When he penned this psalm, the writer, David, was in deep distress, if not of circumstances, yet of conscience. He constantly mentions iniquities, and begs forgiveness. He felt like a shipwrecked mariner, carried overboard into the raging sea. Thus he reviews the situation "Out of the depths have I cried unto thee, O Lord." Yet he lived to tell the tale of deliverance. His prayer from among the waves was a memory worth preserving, and he does preserve it. The mercy of God to him he weaves into a song for us; and in this our text is found. Two things the rescued sufferer tells us. First, that, as God delivered him from the power of sin, so he will deliver all his praying, wrestling, believing people. That is the last verse of the psalm He shall redeem Israel from all his iniquities." The argument is He delivered me. What am I more than others? The gracious Lord who saved me will save all those who call upon him in truth. He delivered me, though laden with iniquities, and his pardoning mercy is unfailing; and therefore he can and will rescue others from their uttermost distresses. This is a good line of reasoning, for the Lord's ways are constant, and he will do for all believers what he has done for one of them. The other thing which the Psalmist sets before us is this: we are wise if we apply to God alone for help. He says, "I wait for the Lord, my soul doth wait. My soul waiteth for the Lord more than they that watch for the morning: I say, more than they that watch for the morning." He incidentally tells us that it is vain to wait upon man, and put our trust in any human support, for the way of deliverance lies alone in reliance upon God, immediately and alone. We are not to depend upon outward means, but upon the God who lends efficacy to all means. Why is it that we need to be told of this? Why is faith in God so rare? To go first to the Lord is to save time. Straightforward always makes the best runner; and to go straight to God is not only our duty, but it will be our happiest course. The psalm encourages us to this by the assurance that the Lord can and will help all that seek him; and it urges us to let that seeking be distinctly and directly turned to the Most High, to him alone, and to none other. To join another ground of confidence with the Lord is a sort of practical idolatry which is to the wounding of faith. May we learn well the lesson of this psalm! When we meet with a man who has been in special trouble, and he has escaped from it, we are anxious to know how it came to pass, in order that, if we are cast into similar trial, we also may resort to the same door of hope. You meet with a man that has long been sorely afflicted, and to find him full of joy at his relief is a pleasure and a personal comfort. You heard him lamenting for years, and now you hear him rejoicing; and this excites your wonder and your hope. It is as though a cripple saw another lame man leaping and running. He very naturally enquires, "How is this?" The other day you saw a man blind, begging in the street, and now he has an eye bright as that which sparkles on the face of a gazelle, and you cry in astonishment "Tell me who was the oculist that operated on your eyes; for I may be in a like case, and I should be glad to know where to go." Here, then, we have a gate of knowledge opened before us. The Psalmist found salvation and deliverance in going direct to God, and trusting in him; let us follow his example, and in all times of distress, caused by our own iniquity, or by anything else, let us repair to the throne of grace; for the Most High will deal with us also even as he dealt with his servant of old time, to whose cries, out of the depths, he lent an attentive ear. This psalm is called "De Profundis"; its teaching is not only profound but practical. Let me freely speak with you as concerning the great salvation which, as fallen creatures, we all need. In that matter our sole resort must be to God alone, for "salvation is of the Lord." God has been pleased, in these last days, to reveal himself in a glorious manner, suitable to our salvation. He was always to be seen in creation by those whose sight was not darkened by moral evil; and doubtless angelic eyes always beheld Jehovah in all the works of his hands. He was to be seen under the old law in types and shadows; and believing men and women were enabled, by the illumination of the Holy Spirit, to behold the Lord in his temple. But in these last days the Lord has spoken to us by his Son, whom he hath made heir of all things, and in whom dwells all the fullness of the Godhead bodily. There is the Father most clearly to be seen: and now, if we read that Israel is to hope in the Lord, and if we see that the way of salvation lies in relying upon "the Lord," we must read between the lines, and understand that the glorious Lord must ever be the object of faith according as he at this time reveals himself. It is written, "They that know thy name will put their trust in thee:" that is to say, they trust, as they know how he reveals himself. At this moment the manifestation of God standeth thus: his dear Son has descended from the highest heavens, and taken upon himself our human nature, so that he is God and man in one sacred and mysterious Person. In that complex form, the Word made flesh dwelt among men on earth some thirty years and more; and then he took upon himself the weight of human sin, and bare it upon his shoulders up to the cross. He was arrested by the hand of dine justice, and treated by justice as if he had been a sinner, though sinner he could never be. He was numbered with the transgressors, and given over to wicked men, who, in their wilful malice, scourged him, spit upon him, crowned him with thorns, and condemned him to a felon's death. He died, not for any iniquity of his own; but for the transgression of his people was he smitten. The chastisement of our peace was upon him; yea, "he was made a curse for us;" and even more: "he was made sin for us, that we might be made the righteousness of God in him." "He died, the Just for the unjust, that he might bring us to God." If, then, we would trust God for our personal salvation, we must confide in him as he manifests himself for that purpose; and as we perceive that God sets forth Christ to be a propitiation for our sin, we must accept that ordained way of putting away our sin. This is the way in which "with the Lord there is mercy, and with him is plenteous redemption;" and thus it is that "he shall redeem Israel from all his iniquities." We trust in the Lord God as he reveals himself in the person of his Son Christ Jesus, who has displayed in his own self the love and the justice of God, and has shown how these were equally glorified by the way of redemption through the substitution, and sacrifice of One who is the fellow of the Highest, and yet next-of-kin to man. Our Lord has buried our sin in his sepulcher, and has gone up into heaven to plead there with God for transgressors, and at the same time to prepare a place for as many as believe in him, and so are saved by his plenteous redemption. Understand, then, that if we read in the text, "Let Israel hope in the Lord: for with the Lord there is mercy, and with him is plenteous redemption," we now, to-day, in the light of the gospel, reedit thus "Let the seeking sinner, who would be redeemed from all his iniquities trust in God as he is seen in and through Jesus Christ, for there forgiveness is freely given through plenteous redemption, and sin is no longer marked or imputed to the believer, because the sacrifice of Jesus has blotted it out, and removed it for ever." This is the introduction of our discourse. May the Holy Spirit now grant his anointing both to preacher and hearers! I. The chief point to which I desire you to give earnest heed is this: in obtaining gospel blessings THE FIRST EXERCISES OF FAITH MUST BE TOWARDS GOD IN CHRIST JESUS, and not towards the blessings themselves. "Let Israel hope in the Lord." We do not read, "Let Israel hope" for mercy; but we read, "Let Israel hope in the Lord: for with the Lord there is mercy." Neither does it say, Let Israel hope for plenteous redemption;" but it is worded thus, "Let Israel hope in the Lord: for with the Lord there is plenteous redemption." To me this has the look of a very encouraging truth: the sinner is not to hasten with his first thoughts to the mercy that he wants, nor even to the promise of God to which he may look; but he is to go to the Lord Jesus' Christ himself, as the Lord of mercy, and fountain of redemption. The first exercise of our faith is to deal immediately with the Lord God as he meets us in the person of our Lord Jesus Christ. Here let me say that this is the most natural order which faith can follow. Look first to the Giver, and then to the gift. Look for the Helper, and then for the help. Do not be saying, "I long to be forgiven. I labor to believe that I am forgiven. I desire to be saved. I want to know that I am saved." This is looking for the fruit, when you have need first to find the tree. Your first business, as a seeker of pardon and salvation, is to believe in Jesus Christ, that is, to trust yourself with the divine Savior. The natural order is, believe in the Promiser, and then you will believe the promise. You never say to yourself, "I should like to be able to take that man's word. I will sit down and try to make my mind confident of the truth of what he says." This would be a foolish and futile method of procedure. You follow a much more reasonable course: you enquire about the individual's character and standing: you find out who he is, and what he is, and what he has done; and thus you gather arguments for confidence and faith. You cannot help believing the promise when once you believe in the Promiser. If you find a merchant to be an eminently upright and substantial man, you do not hesitate to take his cheques; in fact, you would be glad to have your purse full of them. Faith prizes the promises of her faithful God, and calls them precious. Apply this rule, and deal with heavenly things in due order. You seek pardon. Do not look continually at this priceless mercy at first, but look to the pardoning God. You will soon believe in forgiveness if you cause the first exercise of your faith to refer to the Forgiver, even Christ Jesus himself. When you have believed in him, as able to say, "Thy sins be forgiven thee," then you will believe in sins being forgiven. This is the natural order of things. So, also, if you desire to believe for salvation, and to be assured that you have it, or may have it at once, the simple course the natural course is to believe in the Savior. To be healed, you believe first in the Healer. When you have believed in the Savior, then you will believe in the salvation. If you know that Jesus can save you, if you desire to be saved, you will trust him to save you. You will be readily able to believe that you can be saved when you trust in Jesus as able to save to the uttermost. Poor trembling heart, do not look at the blessing, and say, "Alas, it is too great!" Look at the Savior himself! Is anything too great for him to give who gave his heart's blood to redeem? Do not say, "My heart is so hard, it cannot be changed." Look at the Savior; is anything impossible to him to whom the Father has committed all power? Is he not mighty to save? Fix your eye, first and foremost, upon him who is both God and man, and has therefore power and sympathy, majesty and mercy, omnipotence and brotherliness. I pray you, do not consider so much the greatness of the effect as the unlimited power of the Cause. I may doubt my washing, but not when I believe in the cleansing virtue of the precious blood. It may be difficult to believe in my salvation, but not to believe in my Savior. It may be hard to hope for heaven; but the text sets me an easier task "Let Israel hope in the Lord." When I open my window Godwards, and look towards the Lord Jesus, I see glorious things in the light of the rising sun, even things which I could not have seen if I had not first turned towards the light. "In the beginning God": this, according to the first chapter of Genesis, is the natural order of all divine work; do not attempt to alter it. To this I would add, this is the necessary order. It must be so: the Savior first, and then the salvation. Suppose for a moment that it were possible for you to obtain pardon without Christ, what good would it do you? I would remind you that no blessing is a covenant blessing, or a blessing at all, except as it is connected with Christ Jesus, and so with the Lord God. No comfort is worth having if Jesus does not comfort us. No forgiveness is worth the words which utter it if Jesus does not forgive. There is no coming to the Father except by Christ. If, therefore, I imagine that I have come to the Father without Christ, it is clear that I have not come. If I fancy that I have saving blessings apart from the appointed Savior, I am a deceived man. Beloved, do not seek after mercy, pardon, holiness, heaven, except through Christ Jesus our Lord, for you will be seeking counterfeits, shadows, delusions. Begin at the cross. See how Jesus puts it: "Come unto me, all ye that labor and are heavy laden, and I will give you rest." He does not first say, "Take my yoke upon you;" but first "Come unto me." He first gives us rest, and then afterwards we find it; but we begin with coming to him. First Christ, and then his yoke. First Christ, and then rest. Do not ask for rest first, and then say, "I will come to Christ afterwards." This is an impossible order. Do not even say, "I must get a broken heart, and then come to Christ." No, come to Christ for a broken heart. I preach to-night to you a Savior who wants nothing of you, but who is ready to begin with you at the beginning, just where you are, in all your unworthiness and ill desert in all your depravity and vileness. He is ready to take you up from the mire of the pit wherein you lie, and to look on you with love in all the pollution with which you are disgraced. Come ye, then, and begin with Jesus. It is the necessary order of your coming: first to Christ, and then to his yoke, and to his peace. Let your faith exercise itself, not so much on what you ought to be, or on what you hope to be, as on what Christ is, and on his ability to make you all that your heart pings after. Hear ye the good word of my text, and give good heed thereto. Note well the permission of heavenly love "Let Israel hope in the Lord." Observe, also, that, as it is the natural order, and the necessary order, so it is evidently the easiest order. Sometimes it seems to a burdened heart to be more than difficult to believe in the pardon of innumerable sins: it appears impossible. Guilty one, do not try to believe in pardon in the abstract, but believe in Jesus the Sacrifice and Savior, who has once for all appeared to put away sin. Believe in the divine Substitute, and then you will believe that the forgiveness of your sins is a thing provided for by him. Do not even say, "I can never be sanctified; such a wretched sinner as I am could never be made into a saint. "Do not try to believe in sanctification, but rely upon the boundless power of Jesus to "make you perfect in every good work to do his will, working in you that which is well pleasing in his sight." For all parts of salvation, hope in the Lord, and look to his hand for the working thereof. Forget yourself now, and only think of him who worketh all things according to the good pleasure of his will. Cease looking for the water, and look for the well. You will more readily see the Savior than see salvation, for he is lifted up, even he who is God, and beside him there is none else. You will more easily fix your eye on Jesus than upon justification, sanctification, or any other separate blessing. When the work seems hard, look to his hand: "Is anything too hard for the Lord?" You may fix your eye upon a covenant promise till it dazzles you; but if you see Jesus, the sight will strengthen your eyes, and you will see the promise in him, and perceive it to be yea and amen to the glory of God. It is easier to believe in a personal Christ than in impersonal promises. That poor woman who was sick, in Jesus Christ's day, might have said to herself, "It is impossible that I should be healed;" but then she thought not so much of the healing as of the Healer, and when she saw Jesus walking about among the crowds, healing all manner of diseases, and when she believed that God was in him, why, then she inferred that he could heal her disease, and she came behind him, and touched the hem of his garment. She sought him, and so sought healing. Do keep in this line, let not the devil take you off it that the first object of your faith should be the Lord Jesus; for by him, as the ladder which God has set up, you can climb to the highest place of privilege, and lay hold upon the choicest gift of grace. This is the way even to God himself, and the only way which our human feet can tread. Consider well who Christ was, and what he has done, and then you will conclude that he can save even you. By looking to him you will be saved; and what is easier than to look? To hope in God is a far more simple matter than to search for signs and evidences in yourself, or to labor to force yourself up into certain states of mind. Answer the question, "Will he save me?" by looking to see what kind of a Savior Jesus is; and when you perceive the glory of his person, the perfection of his obedience, and the merit of his blood, you will be convinced that you may safely trust in him according to his command; for he commands you to believe. Jesus declares, "Him that cometh to me I will in no wise cast out." Let us come at once, for it is the nearest and best road to peace. To come first of all to God in Christ Jesus is the wisest course. You are too bewildered to know which blessing to seek, therefore seek Jesus himself, and he will be unto you wisdom. It is easier to come to the cross than to the separate blessings which come of it. Take the straight road, which lies plain before your face. In faintness and trembling of heart we dare not appropriate a mercy; our palsied hand cannot grasp a favor; and therefore it is our wisdom to fall at Jesus' feet, and let him give us what seemeth good to him. Through our ignorance we know not what to ask, and through our doubt we are afraid to ask; therefore, let us leave all with our Lord. We need the wine and oil; but we are sore wounded, and shall do well to lie still, and let him pour them in. When the good Samaritan is come, all is come. Let us, therefore, neither cry for wine nor oil, but for HIM, we know his name. The wisdom of the prayer is seen in its completeness. At first, sinners, conscious of their ill desert, cry to be saved from hell; and this is the most of their prayer: but suppose the Lord should give them this, and not change their natures, would they be one whit the better? If there were no fires of Tophet, so long as a man has sin within him, he creates his own hell. In seeking the Lord Jesus, a man finds escape from punishment, and much more. No man knows enough to be able to ask for an all-round salvation: he will only seek this or that which seems to him most pressingly needful. We are too ignorant, too much the creatures of feeling, too partial, too childish, to make a catalogue of what we need; but we can ask for Jesus, and he is all in one. How excellent is that hymn of ours with the refrain,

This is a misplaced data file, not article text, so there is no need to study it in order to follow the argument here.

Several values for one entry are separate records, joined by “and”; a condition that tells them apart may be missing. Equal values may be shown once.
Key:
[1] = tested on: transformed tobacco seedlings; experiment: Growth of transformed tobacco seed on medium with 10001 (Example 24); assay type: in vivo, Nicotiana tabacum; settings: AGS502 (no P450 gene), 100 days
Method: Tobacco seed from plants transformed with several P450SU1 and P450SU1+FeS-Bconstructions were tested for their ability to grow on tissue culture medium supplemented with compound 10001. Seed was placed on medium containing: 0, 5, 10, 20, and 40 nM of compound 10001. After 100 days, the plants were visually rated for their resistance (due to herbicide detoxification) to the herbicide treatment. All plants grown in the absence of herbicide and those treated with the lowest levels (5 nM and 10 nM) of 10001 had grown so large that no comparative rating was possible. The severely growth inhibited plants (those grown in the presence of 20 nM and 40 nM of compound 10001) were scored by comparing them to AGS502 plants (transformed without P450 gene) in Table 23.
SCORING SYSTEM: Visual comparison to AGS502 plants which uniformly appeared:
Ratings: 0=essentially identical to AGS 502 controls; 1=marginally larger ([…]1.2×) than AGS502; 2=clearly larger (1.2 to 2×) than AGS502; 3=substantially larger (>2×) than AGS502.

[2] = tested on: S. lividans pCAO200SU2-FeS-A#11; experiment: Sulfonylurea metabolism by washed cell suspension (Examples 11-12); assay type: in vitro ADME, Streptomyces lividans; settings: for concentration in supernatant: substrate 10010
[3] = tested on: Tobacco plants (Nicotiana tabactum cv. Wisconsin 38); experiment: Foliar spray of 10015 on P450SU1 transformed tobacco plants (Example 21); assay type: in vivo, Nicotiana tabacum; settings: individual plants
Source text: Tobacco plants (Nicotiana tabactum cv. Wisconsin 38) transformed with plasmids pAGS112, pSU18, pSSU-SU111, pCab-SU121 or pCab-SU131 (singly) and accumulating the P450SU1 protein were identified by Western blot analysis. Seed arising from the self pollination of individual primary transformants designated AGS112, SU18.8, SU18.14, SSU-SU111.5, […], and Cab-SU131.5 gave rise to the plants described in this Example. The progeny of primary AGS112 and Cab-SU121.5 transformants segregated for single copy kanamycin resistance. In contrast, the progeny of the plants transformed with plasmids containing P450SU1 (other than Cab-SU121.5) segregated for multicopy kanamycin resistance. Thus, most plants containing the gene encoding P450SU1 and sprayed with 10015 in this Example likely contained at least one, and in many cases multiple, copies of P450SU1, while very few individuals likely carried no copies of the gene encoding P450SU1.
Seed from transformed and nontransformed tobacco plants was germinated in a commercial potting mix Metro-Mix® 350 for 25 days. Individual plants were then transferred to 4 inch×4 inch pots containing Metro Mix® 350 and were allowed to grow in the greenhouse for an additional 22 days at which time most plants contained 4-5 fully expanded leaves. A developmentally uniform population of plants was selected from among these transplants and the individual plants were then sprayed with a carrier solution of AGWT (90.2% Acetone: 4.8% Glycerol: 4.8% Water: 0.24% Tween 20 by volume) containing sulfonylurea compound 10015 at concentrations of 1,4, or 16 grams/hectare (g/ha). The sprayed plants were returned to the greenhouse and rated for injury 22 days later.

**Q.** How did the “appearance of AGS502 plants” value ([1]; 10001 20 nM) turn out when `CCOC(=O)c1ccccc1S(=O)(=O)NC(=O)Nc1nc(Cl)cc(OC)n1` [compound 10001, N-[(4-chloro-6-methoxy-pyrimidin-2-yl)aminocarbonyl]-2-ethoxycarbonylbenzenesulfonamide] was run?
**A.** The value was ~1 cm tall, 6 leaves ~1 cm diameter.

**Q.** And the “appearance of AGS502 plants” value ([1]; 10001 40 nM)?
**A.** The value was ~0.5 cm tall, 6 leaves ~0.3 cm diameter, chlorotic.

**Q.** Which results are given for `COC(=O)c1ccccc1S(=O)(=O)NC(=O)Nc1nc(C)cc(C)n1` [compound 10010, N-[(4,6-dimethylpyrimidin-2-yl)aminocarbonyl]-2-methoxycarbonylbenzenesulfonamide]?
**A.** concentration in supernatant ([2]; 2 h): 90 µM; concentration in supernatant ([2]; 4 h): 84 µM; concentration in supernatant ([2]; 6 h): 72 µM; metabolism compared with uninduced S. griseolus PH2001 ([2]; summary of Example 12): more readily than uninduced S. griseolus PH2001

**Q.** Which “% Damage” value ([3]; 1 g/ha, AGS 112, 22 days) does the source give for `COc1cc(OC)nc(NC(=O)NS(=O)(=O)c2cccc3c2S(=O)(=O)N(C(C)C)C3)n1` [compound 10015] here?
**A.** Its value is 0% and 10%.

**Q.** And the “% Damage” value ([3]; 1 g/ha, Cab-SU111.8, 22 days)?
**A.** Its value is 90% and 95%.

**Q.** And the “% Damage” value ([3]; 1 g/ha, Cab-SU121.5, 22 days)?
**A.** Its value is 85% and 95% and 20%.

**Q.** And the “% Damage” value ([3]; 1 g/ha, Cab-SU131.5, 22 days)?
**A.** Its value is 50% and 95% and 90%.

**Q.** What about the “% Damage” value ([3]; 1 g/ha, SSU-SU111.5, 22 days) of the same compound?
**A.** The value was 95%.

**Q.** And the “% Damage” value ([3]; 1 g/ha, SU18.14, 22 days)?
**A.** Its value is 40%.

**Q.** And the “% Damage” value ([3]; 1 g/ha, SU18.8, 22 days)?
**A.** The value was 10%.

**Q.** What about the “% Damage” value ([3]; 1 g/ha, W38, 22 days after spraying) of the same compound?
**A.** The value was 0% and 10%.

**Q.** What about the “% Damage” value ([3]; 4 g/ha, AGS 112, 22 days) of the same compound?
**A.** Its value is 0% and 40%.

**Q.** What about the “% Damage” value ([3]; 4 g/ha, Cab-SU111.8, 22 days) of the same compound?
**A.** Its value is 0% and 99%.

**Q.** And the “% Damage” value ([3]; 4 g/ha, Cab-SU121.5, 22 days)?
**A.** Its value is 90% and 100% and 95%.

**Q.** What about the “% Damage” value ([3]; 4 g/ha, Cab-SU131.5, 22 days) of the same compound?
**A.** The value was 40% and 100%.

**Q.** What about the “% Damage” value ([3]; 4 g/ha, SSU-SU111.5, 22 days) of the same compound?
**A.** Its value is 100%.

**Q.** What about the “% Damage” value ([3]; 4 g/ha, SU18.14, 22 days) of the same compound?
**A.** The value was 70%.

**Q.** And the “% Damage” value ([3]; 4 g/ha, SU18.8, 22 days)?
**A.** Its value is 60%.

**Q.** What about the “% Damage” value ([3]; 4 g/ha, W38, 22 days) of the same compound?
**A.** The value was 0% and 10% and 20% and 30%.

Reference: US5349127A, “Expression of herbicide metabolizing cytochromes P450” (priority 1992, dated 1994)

"Give me Christ, or else I die!